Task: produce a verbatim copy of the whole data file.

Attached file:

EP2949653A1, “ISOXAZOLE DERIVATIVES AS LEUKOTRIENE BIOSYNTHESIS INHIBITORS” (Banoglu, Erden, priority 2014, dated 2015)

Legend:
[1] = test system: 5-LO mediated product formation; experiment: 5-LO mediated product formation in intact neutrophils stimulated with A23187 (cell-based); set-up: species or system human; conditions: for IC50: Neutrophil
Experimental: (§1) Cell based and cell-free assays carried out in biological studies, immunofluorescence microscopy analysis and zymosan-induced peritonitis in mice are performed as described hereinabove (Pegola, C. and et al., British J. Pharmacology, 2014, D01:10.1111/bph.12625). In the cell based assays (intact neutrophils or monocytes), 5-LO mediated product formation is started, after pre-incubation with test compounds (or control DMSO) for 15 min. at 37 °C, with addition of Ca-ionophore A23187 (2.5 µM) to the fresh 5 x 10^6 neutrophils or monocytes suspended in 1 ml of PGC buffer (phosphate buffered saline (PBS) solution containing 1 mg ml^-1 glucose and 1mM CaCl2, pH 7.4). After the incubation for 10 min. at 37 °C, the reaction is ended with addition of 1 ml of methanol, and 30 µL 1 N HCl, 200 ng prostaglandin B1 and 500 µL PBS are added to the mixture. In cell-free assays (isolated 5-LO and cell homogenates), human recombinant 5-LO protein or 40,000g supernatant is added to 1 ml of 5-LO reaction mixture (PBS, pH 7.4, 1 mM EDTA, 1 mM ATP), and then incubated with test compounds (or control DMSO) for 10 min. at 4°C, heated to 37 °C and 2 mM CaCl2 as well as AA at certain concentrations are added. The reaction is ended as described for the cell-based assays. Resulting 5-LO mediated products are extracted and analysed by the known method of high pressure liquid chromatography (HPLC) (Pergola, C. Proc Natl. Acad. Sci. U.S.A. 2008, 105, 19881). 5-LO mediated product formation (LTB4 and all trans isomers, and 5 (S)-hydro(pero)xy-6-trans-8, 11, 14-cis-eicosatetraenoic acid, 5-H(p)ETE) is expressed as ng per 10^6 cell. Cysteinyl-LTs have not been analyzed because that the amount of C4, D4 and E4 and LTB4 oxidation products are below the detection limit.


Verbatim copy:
EP2949653A1, “ISOXAZOLE DERIVATIVES AS LEUKOTRIENE BIOSYNTHESIS INHIBITORS” (Banoglu, Erden, priority 2014, dated 2015)

Legend:
[1] = test system: 5-LO mediated product formation; experiment: 5-LO mediated product formation in intact neutrophils stimulated with A23187 (cell-based); set-up: species or system human; conditions: for IC50: Neutrophil
Experimental: (§1) Cell based and cell-free assays carried out in biological studies, immunofluorescence microscopy analysis and zymosan-induced peritonitis in mice are performed as described hereinabove (Pegola, C. and et al., British J. Pharmacology, 2014, D01:10.1111/bph.12625). In the cell based assays (intact neutrophils or monocytes), 5-LO mediated product formation is started, after pre-incubation with test compounds (or control DMSO) for 15 min. at 37 °C, with addition of Ca-ionophore A23187 (2.5 µM) to the fresh 5 x 10^6 neutrophils or monocytes suspended in 1 ml of PGC buffer (phosphate buffered saline (PBS) solution containing 1 mg ml^-1 glucose and 1mM CaCl2, pH 7.4). After the incubation for 10 min. at 37 °C, the reaction is ended with addition of 1 ml of methanol, and 30 µL 1 N HCl, 200 ng prostaglandin B1 and 500 µL PBS are added to the mixture. In cell-free assays (isolated 5-LO and cell homogenates), human recombinant 5-LO protein or 40,000g supernatant is added to 1 ml of 5-LO reaction mixture (PBS, pH 7.4, 1 mM EDTA, 1 mM ATP), and then incubated with test compounds (or control DMSO) for 10 min. at 4°C, heated to 37 °C and 2 mM CaCl2 as well as AA at certain concentrations are added. The reaction is ended as described for the cell-based assays. Resulting 5-LO mediated products are extracted and analysed by the known method of high pressure liquid chromatography (HPLC) (Pergola, C. Proc Natl. Acad. Sci. U.S.A. 2008, 105, 19881). 5-LO mediated product formation (LTB4 and all trans isomers, and 5 (S)-hydro(pero)xy-6-trans-8, 11, 14-cis-eicosatetraenoic acid, 5-H(p)ETE) is expressed as ng per 10^6 cell. Cysteinyl-LTs have not been analyzed because that the amount of C4, D4 and E4 and LTB4 oxidation products are below the detection limit.